by Malia Zee
The physical security of notebooks is an increasing concern. High-profile stories about laptop burglaries from WiFi hotspots, some to the point of stabbing laptop owners, are appearing in the news. Security breaches at major organizations resulting from laptop thefts have become a regular occurrence. One recent example is the loss of personal information from the Department of Veterans’ Affairs, where a VA employee’s laptop was stolen from his house by an unsuspecting burglar. The stolen laptop has since been recovered thanks to a tipster looking for the offered $50,000 reward, with the sensitive information appearing untouched, which further indicates that the burglar was only interested in the hardware. Various software has appeared recently to help prevent or recover from laptop theft, but in many cases, it can be disabled simply by erasing or replacing the hard drive, so a hardware solution makes for a more sensible approach. The most popular hardware protection device is the notebook lock.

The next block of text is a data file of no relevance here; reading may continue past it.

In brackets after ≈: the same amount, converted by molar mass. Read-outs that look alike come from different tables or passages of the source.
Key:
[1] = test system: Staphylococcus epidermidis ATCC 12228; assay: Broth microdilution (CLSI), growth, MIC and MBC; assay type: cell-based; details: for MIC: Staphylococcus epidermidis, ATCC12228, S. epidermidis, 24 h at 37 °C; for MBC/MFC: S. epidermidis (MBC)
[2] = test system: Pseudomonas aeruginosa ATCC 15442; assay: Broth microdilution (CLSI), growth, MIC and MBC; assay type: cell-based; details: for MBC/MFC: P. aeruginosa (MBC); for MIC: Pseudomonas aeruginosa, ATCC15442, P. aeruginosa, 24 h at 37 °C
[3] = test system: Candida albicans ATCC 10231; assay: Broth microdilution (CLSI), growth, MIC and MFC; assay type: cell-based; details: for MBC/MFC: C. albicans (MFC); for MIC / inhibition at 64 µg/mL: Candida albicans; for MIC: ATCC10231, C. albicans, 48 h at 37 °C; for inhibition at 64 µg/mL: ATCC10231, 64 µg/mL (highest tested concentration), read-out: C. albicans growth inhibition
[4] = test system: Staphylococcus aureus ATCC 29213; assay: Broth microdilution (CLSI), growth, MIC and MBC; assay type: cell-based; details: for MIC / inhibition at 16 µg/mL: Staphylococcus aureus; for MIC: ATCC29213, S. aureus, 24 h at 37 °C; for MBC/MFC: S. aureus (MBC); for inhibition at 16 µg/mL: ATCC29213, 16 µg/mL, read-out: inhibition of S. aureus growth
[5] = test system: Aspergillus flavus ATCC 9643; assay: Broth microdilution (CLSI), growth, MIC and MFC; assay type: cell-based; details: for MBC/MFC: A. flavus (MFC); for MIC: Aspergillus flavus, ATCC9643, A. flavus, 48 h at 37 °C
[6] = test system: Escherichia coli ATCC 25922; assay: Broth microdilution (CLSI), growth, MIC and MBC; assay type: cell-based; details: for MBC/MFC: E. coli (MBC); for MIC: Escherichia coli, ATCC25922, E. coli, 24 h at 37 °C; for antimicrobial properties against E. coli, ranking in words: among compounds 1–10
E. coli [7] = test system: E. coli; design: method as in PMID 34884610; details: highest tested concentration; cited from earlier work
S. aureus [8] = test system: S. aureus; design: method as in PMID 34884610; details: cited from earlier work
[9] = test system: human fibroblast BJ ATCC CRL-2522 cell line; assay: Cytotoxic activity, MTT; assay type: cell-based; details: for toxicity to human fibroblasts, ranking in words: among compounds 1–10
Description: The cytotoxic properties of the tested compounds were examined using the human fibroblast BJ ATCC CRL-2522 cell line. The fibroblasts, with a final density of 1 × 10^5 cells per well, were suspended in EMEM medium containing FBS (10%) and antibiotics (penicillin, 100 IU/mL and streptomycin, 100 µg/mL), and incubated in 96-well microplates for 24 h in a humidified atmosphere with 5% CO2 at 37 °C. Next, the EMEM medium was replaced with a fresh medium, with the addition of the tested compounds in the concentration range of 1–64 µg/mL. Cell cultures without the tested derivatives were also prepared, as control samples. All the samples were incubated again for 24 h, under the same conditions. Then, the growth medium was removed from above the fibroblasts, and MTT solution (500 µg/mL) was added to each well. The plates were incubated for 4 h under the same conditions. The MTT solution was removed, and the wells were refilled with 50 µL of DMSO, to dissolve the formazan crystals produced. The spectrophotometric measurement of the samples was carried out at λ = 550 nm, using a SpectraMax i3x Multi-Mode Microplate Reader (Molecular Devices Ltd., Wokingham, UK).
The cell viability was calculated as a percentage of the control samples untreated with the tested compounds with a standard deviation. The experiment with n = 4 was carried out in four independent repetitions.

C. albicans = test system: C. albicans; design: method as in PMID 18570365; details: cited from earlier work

Security slot on Fujitsu N6210 laptop. This particular security slot has a Kensington logo imprinted next to it since these slots are often referred to as Kensington slots. Many such slots appear unidentified by other equipment manufacturers and look as small elongated holes with round ends. (view large image)
Notebook locks that we are familiar with today had been invented by the Kensington Technology Group years back and are now produced by various computer accessory manufacturers including Targus and Belkin. One end of such locks, often referred to simply as Kensington Locks, is secured using a durable cable to something stationary, such as a heavy desk, and the other end attaches to a security slot found on almost all notebooks sold today, as well as many other expensive and relatively light types of computer and electronics equipment. Notebook locks are not meant to be a foolproof theft protection measure, since laptops and other electronics usually have thin plastic or metal bodies that allow the lock to be torn out. However, since doing that severely damages the body, it greatly reduces the laptop’s resale value, making the theft less attractive. And, the mere existence of a laptop lock is a theft deterrent in itself.
A month ago, Kensington introduced 20 new notebook accessories, many of which are locks, and has generously provided to us one lock for review. The lock is MicroSaver DS, which is the most secure notebook lock in Kensington’s lineup.